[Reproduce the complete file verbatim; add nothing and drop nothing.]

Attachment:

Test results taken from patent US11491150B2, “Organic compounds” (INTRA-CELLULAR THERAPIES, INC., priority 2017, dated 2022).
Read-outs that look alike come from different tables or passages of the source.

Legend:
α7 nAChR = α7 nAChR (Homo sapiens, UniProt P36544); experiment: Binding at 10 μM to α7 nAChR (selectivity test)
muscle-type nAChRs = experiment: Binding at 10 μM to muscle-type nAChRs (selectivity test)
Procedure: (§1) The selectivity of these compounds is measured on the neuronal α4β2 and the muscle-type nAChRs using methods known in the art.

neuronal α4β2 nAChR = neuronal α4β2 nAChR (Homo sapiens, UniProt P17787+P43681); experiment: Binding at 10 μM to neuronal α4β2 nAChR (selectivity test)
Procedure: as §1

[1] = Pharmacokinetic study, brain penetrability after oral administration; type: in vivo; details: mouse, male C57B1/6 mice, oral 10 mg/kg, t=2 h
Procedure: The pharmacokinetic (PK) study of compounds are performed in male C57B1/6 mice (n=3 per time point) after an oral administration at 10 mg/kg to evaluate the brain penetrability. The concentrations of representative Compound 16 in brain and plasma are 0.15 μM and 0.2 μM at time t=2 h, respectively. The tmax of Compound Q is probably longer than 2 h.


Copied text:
Test results taken from patent US11491150B2, “Organic compounds” (INTRA-CELLULAR THERAPIES, INC., priority 2017, dated 2022).
Read-outs that look alike come from different tables or passages of the source.

Legend:
α7 nAChR = α7 nAChR (Homo sapiens, UniProt P36544); experiment: Binding at 10 μM to α7 nAChR (selectivity test)
muscle-type nAChRs = experiment: Binding at 10 μM to muscle-type nAChRs (selectivity test)
Procedure: (§1) The selectivity of these compounds is measured on the neuronal α4β2 and the muscle-type nAChRs using methods known in the art.

neuronal α4β2 nAChR = neuronal α4β2 nAChR (Homo sapiens, UniProt P17787+P43681); experiment: Binding at 10 μM to neuronal α4β2 nAChR (selectivity test)
Procedure: as §1

[1] = Pharmacokinetic study, brain penetrability after oral administration; type: in vivo; details: mouse, male C57B1/6 mice, oral 10 mg/kg, t=2 h
Procedure: The pharmacokinetic (PK) study of compounds are performed in male C57B1/6 mice (n=3 per time point) after an oral administration at 10 mg/kg to evaluate the brain penetrability. The concentrations of representative Compound 16 in brain and plasma are 0.15 μM and 0.2 μM at time t=2 h, respectively. The tmax of Compound Q is probably longer than 2 h.